Marriage Law

Discussion About Marriage or Marital Property Law

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Marriage can be the most wonderful episode in a person’s life. But in spite of being such a soulful matter marriage too has to be within the procedures of the law. If proper knowledge of legal matters is not followed then the marriage can lead to problems that might get complicate. Law in the case of marriage is different for different aspects, that is there are different sets of laws for different factors of a marriage. The Marriage property law is one of the most important of such a set of laws.

Marriage or marital property can be defined as all property that is acquired after marriage. There is a whole set of laws that is related to rights to marital property. To begin with the discussion, we must know what exactly is considered marital property and what is not according to the law. The court cannot assign any law about properties that are nonmarital and that is why the very first thing done by the court is to determine what can be considered as marital property. Plainly any property acquired by the spouse before marriage can be considered as nonmarital property. Similarly, all property acquired after marriage by a spouse can be considered as the property of the marriage. If the property is of marriage then the court should divide it equitably.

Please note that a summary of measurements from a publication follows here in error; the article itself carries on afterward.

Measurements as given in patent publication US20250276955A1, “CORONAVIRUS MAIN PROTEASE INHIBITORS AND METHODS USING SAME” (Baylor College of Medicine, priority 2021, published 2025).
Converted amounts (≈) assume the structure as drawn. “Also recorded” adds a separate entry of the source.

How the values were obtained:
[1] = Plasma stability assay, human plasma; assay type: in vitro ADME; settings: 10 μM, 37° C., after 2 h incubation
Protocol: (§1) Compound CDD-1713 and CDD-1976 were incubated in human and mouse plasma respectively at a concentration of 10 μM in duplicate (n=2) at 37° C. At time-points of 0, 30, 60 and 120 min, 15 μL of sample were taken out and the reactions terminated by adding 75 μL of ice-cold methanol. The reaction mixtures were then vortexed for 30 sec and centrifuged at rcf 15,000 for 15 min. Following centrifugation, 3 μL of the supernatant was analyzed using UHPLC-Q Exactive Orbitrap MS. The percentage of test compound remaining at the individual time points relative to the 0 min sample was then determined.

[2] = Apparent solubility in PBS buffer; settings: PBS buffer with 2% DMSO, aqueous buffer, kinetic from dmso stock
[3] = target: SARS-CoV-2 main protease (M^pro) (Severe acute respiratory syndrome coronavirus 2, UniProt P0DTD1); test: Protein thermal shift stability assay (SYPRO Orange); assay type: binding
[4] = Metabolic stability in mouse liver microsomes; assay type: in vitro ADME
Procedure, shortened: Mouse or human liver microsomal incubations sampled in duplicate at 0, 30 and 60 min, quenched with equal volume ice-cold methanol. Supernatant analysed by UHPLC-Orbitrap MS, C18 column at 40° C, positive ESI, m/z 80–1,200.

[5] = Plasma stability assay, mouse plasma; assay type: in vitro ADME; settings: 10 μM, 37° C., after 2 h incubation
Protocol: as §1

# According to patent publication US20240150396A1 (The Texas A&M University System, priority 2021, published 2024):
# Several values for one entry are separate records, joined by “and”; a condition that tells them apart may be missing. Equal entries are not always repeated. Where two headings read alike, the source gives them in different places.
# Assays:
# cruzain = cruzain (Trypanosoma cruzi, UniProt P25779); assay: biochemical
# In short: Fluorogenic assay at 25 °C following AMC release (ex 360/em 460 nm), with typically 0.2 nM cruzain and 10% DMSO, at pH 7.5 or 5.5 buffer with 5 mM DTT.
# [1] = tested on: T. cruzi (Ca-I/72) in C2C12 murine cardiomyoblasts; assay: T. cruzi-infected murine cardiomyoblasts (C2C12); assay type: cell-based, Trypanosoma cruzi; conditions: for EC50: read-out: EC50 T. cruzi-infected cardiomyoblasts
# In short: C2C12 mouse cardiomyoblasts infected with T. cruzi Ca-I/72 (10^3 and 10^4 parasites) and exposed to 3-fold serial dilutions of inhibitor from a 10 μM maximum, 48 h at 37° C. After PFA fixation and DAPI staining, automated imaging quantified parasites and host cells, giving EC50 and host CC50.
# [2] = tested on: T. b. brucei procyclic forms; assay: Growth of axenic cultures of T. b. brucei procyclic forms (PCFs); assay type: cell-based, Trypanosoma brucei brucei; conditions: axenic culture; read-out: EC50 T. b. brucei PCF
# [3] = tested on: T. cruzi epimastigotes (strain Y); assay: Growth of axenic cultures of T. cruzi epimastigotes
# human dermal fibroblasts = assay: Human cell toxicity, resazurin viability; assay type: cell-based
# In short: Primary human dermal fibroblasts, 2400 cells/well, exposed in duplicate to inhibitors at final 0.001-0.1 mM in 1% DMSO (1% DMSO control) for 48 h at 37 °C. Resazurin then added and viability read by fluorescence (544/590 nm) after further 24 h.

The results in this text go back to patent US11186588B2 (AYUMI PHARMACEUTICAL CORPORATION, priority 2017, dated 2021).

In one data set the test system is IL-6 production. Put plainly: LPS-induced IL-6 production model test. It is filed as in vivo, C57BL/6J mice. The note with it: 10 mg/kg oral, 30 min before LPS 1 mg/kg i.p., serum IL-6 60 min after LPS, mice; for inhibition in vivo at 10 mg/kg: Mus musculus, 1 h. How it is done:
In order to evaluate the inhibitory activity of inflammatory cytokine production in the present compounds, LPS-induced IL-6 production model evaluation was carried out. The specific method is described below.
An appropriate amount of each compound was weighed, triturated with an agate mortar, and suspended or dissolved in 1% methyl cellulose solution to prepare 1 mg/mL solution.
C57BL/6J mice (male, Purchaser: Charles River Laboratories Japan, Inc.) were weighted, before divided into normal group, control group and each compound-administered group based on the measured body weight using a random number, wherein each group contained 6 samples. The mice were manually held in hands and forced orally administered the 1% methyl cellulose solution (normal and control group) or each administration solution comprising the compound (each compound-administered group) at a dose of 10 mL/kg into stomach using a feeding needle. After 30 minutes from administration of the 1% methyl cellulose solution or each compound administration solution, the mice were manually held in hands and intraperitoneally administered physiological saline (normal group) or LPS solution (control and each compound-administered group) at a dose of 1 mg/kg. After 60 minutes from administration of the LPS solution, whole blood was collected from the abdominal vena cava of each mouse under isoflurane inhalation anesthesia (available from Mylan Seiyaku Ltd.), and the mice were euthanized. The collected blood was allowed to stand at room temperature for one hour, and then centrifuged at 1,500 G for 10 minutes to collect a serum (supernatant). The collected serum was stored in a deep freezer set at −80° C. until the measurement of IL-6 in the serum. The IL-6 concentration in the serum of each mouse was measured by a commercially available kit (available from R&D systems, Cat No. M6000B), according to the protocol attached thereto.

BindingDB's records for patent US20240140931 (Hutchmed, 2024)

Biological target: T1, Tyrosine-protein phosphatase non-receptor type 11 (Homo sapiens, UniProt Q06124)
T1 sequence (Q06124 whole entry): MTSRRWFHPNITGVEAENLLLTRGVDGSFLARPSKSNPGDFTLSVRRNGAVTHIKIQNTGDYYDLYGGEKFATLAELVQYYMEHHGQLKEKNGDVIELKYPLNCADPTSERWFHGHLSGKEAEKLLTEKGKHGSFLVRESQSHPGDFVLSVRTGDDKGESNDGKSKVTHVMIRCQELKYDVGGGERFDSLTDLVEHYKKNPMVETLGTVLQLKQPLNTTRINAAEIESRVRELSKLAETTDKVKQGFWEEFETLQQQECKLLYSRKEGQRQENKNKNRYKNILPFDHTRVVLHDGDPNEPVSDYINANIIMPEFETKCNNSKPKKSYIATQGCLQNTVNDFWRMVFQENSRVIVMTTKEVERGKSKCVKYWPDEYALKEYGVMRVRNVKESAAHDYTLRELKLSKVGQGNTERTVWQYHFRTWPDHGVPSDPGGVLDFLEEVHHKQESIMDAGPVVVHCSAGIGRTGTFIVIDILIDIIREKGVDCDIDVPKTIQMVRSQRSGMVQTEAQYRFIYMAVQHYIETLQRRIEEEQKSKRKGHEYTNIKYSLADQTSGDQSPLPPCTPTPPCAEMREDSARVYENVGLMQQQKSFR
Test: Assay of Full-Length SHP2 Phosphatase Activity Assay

Any property, as stated above can be considered as marital, however, they have a few exceptions to their case. These include a number of conditions as the following.

Firstly If the property is acquired through descent, gift, legacy.

Secondly, if the property is acquired through the exchange of property before the marriage or in exchange for property acquired by gift of legacy or decent.

Thirdly property acquired by a spouse after a judgment of legal separation.

Fourthly Property that is excluded by the valid agreement of his party.

Lastly, Property that is acquired before marriage.

The Marriage property states that married couples have the right and privileges of equal sharing of properties. There used to be a presumption that all the properties kept during the marriage regardless of pre-marital possession by either of the spouses can be shared.

Initially, however playing an exception to these rules, was the case of de facto couples which include man and woman, or a woman and a woman or a man and a man. They happen to live together as a couple but are not married both being 18 years of age or above without any upper limit. Defacto couples were deprived of the Marriage property Law. They have included under ordinary property law act hat stated the property owned jointly would be divided equally while the property owned singularly might not be shared if, please. However, the act was amended and was bracketed within the Marriage property law from February 2002.

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